What’s an empty property? 

An empty property is any property which is not occupied the majority of the time. According to Shelter there are some 322,386 homes that are vacant on a long-term basis, having been empty for more than six months. Empty properties are frowned upon and actively discouraged by councils and the general community because of the activity they might invite into a neighbourhood, such as vandalism and squatting. There are lots of reasons why a property might be empty, for example:
  • The property owners couldn’t sell before immigrating
  • A large refurbishment is underway
  • It’s an inherited property and the owner lives in their own home
  • It’s an inherited property and Probate has not been granted
  • The property is caught in a legal dispute
  • The owner doesn’t have the money to carry out work required to make the house livable,
  • The elderly homeowner is in a care home

Do you have to pay council tax on an empty property?

Empty properties are liable for the same council tax as occupied properties in most cases. In fact, if your property is empty for over two years, some councils will DOUBLE the rate as a deterrent.

What should I do if I have an empty property?

There’s an awful lot to consider if you own a property which is going to be empty for a while. Keeping your property secure is the first thing to tackle.

Empty property security

You could:

Let a neighbour park on your drive

As the bible states; “Let thy neighbour park on thy drive” right? OK, perhaps not, but loving your neighbour COULD be a great low-cost way to ensure the security of your empty property.
Allowing a neighbour to park on your drive makes a property looked ‘lived in’. Even if it’s apparent they don’t live there, the simple act of your neighbour parking on your drive may deter would-be burglars or vandals, because there’s no guarantee that they won’t pull up at any given moment – just like with an occupied property.
It might help out a neighbour with an excess of vehicles in their household, and it would help you hugely in securing your empty property.

Re-Direct your mail

There’s no surer way to advertise an unoccupied property than to allow mail to pile up.
Did you know you can pay for a redirect service from Royal Mail? Hop on their website to ensure that any mail from your empty property is delivered to a different address, so you can stay on top of everything AND guard against any security issues that come with an obviously empty property.
You can redirect your mail with Royal Mail here.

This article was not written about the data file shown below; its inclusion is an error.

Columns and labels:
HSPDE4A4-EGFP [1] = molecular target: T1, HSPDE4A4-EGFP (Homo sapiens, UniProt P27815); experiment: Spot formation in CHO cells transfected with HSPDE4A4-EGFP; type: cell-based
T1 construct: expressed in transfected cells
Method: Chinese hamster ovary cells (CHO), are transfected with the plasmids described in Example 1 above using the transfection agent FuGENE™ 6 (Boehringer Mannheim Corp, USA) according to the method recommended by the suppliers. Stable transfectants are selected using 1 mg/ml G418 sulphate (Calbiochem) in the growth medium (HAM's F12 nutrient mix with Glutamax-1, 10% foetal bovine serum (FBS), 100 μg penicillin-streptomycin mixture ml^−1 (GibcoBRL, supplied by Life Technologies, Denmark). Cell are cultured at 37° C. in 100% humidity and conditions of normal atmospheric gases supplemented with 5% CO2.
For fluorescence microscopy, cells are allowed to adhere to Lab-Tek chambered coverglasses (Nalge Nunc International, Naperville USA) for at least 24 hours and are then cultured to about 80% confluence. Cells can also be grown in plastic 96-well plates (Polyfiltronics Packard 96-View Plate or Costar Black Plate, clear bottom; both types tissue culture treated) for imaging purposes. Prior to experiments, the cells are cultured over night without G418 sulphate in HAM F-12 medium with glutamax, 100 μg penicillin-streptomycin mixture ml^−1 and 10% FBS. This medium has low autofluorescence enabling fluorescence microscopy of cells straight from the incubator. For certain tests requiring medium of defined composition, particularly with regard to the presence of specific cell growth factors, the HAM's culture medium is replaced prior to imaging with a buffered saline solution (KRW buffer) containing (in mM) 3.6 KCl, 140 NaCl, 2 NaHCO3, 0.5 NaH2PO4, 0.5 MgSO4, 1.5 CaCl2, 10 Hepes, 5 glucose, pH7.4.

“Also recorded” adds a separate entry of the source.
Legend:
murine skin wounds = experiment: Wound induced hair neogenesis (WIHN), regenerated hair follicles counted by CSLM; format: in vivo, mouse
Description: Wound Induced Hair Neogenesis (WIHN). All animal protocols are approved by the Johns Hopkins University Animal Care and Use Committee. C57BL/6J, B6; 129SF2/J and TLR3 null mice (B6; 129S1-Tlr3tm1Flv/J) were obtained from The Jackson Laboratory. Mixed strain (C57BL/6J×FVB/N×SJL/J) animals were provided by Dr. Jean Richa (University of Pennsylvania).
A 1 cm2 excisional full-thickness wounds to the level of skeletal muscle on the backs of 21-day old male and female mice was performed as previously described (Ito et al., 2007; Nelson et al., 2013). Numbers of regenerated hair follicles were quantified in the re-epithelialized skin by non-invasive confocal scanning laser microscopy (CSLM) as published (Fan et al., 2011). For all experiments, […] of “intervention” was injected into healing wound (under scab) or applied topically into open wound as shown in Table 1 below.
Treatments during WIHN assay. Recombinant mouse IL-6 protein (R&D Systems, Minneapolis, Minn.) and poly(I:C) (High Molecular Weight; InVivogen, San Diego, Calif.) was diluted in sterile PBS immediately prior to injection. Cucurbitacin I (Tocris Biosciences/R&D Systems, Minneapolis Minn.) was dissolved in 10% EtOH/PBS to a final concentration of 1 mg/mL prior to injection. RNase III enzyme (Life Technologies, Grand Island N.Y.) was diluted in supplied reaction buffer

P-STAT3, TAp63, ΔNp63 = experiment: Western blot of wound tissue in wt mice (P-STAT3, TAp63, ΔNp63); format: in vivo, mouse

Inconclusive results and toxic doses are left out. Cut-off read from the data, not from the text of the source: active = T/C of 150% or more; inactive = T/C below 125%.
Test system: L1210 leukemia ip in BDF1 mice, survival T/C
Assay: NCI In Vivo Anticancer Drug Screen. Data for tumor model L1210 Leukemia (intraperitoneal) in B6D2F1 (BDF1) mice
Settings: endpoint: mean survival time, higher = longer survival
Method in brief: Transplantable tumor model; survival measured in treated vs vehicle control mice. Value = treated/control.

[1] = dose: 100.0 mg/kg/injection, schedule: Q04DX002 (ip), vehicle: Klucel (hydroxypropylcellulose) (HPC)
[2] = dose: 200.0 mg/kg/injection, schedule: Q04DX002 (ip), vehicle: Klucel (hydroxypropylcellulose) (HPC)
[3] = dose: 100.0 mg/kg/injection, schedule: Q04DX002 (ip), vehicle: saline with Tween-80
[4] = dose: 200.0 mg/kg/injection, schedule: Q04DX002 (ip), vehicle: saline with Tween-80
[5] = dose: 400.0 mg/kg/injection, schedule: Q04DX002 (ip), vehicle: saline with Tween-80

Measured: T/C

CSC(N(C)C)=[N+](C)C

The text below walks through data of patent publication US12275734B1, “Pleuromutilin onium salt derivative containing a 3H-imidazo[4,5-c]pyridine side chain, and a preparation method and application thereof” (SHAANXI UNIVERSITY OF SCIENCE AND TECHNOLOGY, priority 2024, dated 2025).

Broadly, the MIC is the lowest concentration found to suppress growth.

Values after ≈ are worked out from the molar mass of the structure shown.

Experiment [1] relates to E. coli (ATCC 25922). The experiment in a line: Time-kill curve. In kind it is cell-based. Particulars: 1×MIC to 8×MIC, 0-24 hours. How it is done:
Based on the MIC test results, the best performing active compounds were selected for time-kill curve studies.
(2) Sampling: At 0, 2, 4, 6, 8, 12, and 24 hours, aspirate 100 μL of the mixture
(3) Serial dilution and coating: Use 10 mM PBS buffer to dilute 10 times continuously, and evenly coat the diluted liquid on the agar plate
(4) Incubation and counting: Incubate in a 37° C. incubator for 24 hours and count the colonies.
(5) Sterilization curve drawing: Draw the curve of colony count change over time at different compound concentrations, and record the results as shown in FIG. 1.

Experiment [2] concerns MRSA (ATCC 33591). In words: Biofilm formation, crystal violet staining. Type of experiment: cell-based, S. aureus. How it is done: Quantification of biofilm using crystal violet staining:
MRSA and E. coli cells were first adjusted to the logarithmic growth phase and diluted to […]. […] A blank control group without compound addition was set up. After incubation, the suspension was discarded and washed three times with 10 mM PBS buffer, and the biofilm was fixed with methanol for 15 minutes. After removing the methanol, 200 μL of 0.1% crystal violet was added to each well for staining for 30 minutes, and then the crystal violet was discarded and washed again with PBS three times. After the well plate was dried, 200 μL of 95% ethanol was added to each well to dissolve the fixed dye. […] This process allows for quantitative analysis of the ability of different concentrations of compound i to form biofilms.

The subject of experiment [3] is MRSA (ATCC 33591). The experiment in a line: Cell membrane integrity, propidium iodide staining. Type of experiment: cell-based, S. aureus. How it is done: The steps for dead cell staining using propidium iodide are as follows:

And consider a sticker to deter junk mail for the same reason.

Ensure the garden is maintained

Overgrown gardens are like an open invite to Burglars, vandals and squatters. They say “Hey, I’m empty, there’s no one here to worry about”.
You don’t have to keep the lawn like a cricket pitch, but ensuring that the basics are maintained will help you to avoid advertising a property’s empty status to passers-by. 
It’s a bit like insurance; if you can’t maintain the garden for any reason, a gardener once every fortnight is going to be a lot cheaper than removing squatters if it ever came to that.

Put a timer on the lights

Another really cost-effective way of securing your empty property is to try and make it looked ‘lived-in’ by using lights on timers which are set to come on and off at various points during the day.

Other ways to secure your empty property.

Here Joanne discusses the new trend for live-in guardians; a short term tenant who will deter squatters and vandals, whilst also bringing you an income on the property.

We particularly like this company who work with volunteers in a real community-centred guardian programme. What great work!

Empty property insurance

Even if you have insurance on your empty property, it’s important to get this bit right. Most insurers consider a property empty if it’s unoccupied for 30 days or more, meaning a claim after the 30 days could be deemed void if it’s only covered by the standard insurance.

You should look for specialist insurance if the home will be empty for a longer period of time, with F.L.E.A cover.

Ensure you check the terms, as some insurers request that the Gas, Electricity and Water are all disconnected in order to insure an empty property.

What is F.L.E.A insurance?

FLEA cover stands for FIRE, LIGHTNING, EXPLOSION, EARTHQUAKE and AIRCRAFT, and is a specialist insurance cover for empty properties.

If you are covered for FLEA only, nothing else will be covered. BUT, you will have some peace of mind for natural disasters.

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